• Lecture Notes Composite File Al-Malki, Noora 2014 LANE 341 11 conscious of social abuse and rivalry. The Jacobean Age produced rich prose and drama as well as the King James translation of the Bible. Shakespeare and Jonson wrote during the Jacobean Age, as well as John Donne, Francis Bacon, and Thomas Middleton. The Caroline Age of English Literature coincides with the reign of Charles I, 1625 - 1649. The writers of this age wrote with refinement and elegance. This era produced a circle of poets known as the "Cavalier Poets" and the dramatists of this age were the last to write in the Elizabethan tradition. The Commonwealth Period, also known as the Puritan Interregnum, of English Literature includes the literature produced during the time of Puritan leader Oliver Cromwell. This period produced the political writings of John Milton, Thomas Hobbes' political treatise Leviathan, and the prose of Andrew Marvell. In September of 1642, the Puritans closed theatres on moral and religious grounds. For the next eighteen years the theatres remained closed, accounting for the lack of drama produced during this time period. - NEOCLASSICAL PERIOD: The Neoclassical Period of English literature (1660 - 1785) was much influenced by contemporary French literature, which was in the midst of its greatest age. The literature of this time is known for its use of philosophy, reason, skepticism, wit, and refinement. The Neoclassical Period also marks the first great age of English literary criticism.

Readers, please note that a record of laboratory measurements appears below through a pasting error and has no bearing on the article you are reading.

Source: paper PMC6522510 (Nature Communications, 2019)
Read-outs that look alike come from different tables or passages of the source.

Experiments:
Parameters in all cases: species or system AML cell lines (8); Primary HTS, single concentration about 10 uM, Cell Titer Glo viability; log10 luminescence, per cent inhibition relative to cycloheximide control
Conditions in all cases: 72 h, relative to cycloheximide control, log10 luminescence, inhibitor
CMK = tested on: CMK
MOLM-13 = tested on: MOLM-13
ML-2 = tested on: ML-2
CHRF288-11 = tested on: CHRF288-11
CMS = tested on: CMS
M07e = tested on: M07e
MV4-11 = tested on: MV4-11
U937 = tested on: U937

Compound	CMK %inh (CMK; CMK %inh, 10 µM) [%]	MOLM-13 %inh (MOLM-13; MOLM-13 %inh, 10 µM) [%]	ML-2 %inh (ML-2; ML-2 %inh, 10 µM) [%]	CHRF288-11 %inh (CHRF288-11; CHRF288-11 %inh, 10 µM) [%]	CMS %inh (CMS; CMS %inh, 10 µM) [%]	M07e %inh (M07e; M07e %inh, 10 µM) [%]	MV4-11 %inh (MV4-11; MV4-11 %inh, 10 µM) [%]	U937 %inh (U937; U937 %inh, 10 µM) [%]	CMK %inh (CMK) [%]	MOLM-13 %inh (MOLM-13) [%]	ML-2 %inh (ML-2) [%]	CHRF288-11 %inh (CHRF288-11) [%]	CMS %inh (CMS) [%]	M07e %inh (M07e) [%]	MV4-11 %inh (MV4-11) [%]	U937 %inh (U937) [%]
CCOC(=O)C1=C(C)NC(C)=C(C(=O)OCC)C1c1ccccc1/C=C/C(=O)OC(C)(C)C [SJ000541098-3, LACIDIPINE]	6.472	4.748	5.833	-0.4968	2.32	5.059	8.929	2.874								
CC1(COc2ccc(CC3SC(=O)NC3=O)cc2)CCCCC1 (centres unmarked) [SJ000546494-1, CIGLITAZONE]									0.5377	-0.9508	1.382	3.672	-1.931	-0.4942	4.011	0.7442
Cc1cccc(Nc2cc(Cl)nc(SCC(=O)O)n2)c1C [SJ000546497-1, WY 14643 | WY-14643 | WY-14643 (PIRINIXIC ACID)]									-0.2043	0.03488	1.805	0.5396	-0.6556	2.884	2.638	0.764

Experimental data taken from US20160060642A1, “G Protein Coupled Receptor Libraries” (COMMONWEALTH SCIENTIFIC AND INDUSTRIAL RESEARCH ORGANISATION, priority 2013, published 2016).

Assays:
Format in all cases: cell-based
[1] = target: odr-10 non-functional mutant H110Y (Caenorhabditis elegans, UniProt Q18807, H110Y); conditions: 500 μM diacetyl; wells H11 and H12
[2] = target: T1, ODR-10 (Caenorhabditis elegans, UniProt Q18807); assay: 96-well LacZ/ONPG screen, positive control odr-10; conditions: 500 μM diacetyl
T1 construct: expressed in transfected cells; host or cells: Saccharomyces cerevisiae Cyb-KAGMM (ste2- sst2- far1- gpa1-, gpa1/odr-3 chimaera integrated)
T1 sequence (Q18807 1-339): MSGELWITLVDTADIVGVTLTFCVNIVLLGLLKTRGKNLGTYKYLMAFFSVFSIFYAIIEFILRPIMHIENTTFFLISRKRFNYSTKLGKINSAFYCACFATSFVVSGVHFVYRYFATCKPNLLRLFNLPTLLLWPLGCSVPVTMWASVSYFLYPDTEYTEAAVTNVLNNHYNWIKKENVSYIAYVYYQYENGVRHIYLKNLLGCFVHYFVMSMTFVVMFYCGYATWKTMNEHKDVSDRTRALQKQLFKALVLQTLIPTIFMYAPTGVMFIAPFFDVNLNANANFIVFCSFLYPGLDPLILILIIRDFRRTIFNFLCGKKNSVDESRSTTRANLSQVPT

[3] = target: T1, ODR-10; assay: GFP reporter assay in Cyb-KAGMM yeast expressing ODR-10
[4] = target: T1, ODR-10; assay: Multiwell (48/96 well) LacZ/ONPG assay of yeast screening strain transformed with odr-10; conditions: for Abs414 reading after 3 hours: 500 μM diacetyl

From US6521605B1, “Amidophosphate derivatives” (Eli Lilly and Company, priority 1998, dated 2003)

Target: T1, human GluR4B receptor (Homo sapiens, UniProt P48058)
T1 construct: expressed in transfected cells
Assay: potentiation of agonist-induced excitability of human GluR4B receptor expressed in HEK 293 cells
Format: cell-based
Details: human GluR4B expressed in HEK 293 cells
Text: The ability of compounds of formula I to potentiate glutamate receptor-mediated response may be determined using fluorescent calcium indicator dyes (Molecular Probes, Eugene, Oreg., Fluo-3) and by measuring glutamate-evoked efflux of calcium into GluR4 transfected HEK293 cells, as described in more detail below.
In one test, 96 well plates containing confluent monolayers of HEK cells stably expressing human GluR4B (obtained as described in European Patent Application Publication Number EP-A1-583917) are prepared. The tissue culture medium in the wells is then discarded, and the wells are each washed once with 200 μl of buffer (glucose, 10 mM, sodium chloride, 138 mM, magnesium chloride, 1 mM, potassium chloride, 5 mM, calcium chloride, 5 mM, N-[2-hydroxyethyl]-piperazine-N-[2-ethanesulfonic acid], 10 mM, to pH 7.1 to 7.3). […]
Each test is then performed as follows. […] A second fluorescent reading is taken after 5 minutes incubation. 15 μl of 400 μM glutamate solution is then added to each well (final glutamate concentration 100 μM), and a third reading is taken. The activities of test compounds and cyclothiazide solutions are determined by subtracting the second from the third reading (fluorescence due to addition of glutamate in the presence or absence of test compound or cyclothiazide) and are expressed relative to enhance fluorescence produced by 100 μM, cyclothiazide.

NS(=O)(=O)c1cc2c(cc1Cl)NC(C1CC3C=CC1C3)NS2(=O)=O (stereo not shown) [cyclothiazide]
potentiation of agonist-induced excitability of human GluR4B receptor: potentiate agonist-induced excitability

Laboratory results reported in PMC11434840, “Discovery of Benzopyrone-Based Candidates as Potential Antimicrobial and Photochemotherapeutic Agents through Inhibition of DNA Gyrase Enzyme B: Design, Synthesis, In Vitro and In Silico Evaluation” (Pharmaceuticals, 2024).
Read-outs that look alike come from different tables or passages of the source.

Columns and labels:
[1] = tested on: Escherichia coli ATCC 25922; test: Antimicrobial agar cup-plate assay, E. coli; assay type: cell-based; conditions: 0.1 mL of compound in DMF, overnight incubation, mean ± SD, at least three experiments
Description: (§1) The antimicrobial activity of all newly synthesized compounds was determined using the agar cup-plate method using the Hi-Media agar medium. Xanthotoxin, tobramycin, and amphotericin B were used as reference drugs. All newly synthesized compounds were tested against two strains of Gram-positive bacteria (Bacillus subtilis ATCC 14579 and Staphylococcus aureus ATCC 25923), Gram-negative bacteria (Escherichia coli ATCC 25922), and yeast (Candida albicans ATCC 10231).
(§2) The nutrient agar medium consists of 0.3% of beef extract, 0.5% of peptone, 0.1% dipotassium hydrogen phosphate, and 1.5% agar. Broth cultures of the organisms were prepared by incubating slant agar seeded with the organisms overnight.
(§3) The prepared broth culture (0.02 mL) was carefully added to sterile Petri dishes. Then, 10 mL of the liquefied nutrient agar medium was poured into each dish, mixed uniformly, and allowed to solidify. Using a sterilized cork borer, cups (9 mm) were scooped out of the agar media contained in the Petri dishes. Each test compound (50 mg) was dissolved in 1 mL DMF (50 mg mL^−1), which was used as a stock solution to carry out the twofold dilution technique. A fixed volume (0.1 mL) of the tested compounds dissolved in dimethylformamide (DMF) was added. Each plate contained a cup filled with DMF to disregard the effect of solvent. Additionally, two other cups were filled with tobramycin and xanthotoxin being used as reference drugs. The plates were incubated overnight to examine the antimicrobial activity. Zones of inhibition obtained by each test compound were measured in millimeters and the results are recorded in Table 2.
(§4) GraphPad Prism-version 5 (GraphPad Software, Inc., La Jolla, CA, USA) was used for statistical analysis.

• Lecture Notes Composite File Al-Malki, Noora 2014 LANE 341 12 Much like the English Literary Renaissance, the Neoclassical Period can be divided into three subsets: the Restoration, the Augustan Age, and the Age of Sensibility. The Restoration, 1660 - 1700, is marked by the restoration of the monarchy and the triumph of reason and tolerance over religious and political passion. The Restoration produced an abundance of prose and poetry and the distinctive comedy of manners known as Restoration comedy. It was during the Restoration that John Milton published Paradise Lost and Paradise Regained. Other major writers of the era include John Dryden, John Wilmot 2nd Earl of Rochester, and John Locke. The English Augustan Age derives its name from the brilliant literary period of Vergil and Ovid under the Roman emperor Augustus (27 B.C. - A.D. 14). In English literature, the Augustan Age, 1700 - 1745, refers to literature with the predominant characteristics of refinement, clarity, elegance, and balance of judgement. Well-known writers of the Augustan Age include Jonathan Swift, Alexander Pope, and Daniel Defoe. A significant contribution of this time period included the release of the first English novels by Defoe, and the "novel of character," Pamela, by Samuel Richardson in 1740. During the Age of Sensibility, literature reflected the worldview of Enlightenment and began to emphasize instict and feeling, rather than judgment and restraint. A growing sympathy for the Middle Ages during the Age of Sensibility sparked an interest in medieval ballads and folk literature. Another name for this period is the Age of Johnson because the dominant authors of this period were Samuel Johnson and his literary and intellectual circle. This period also produced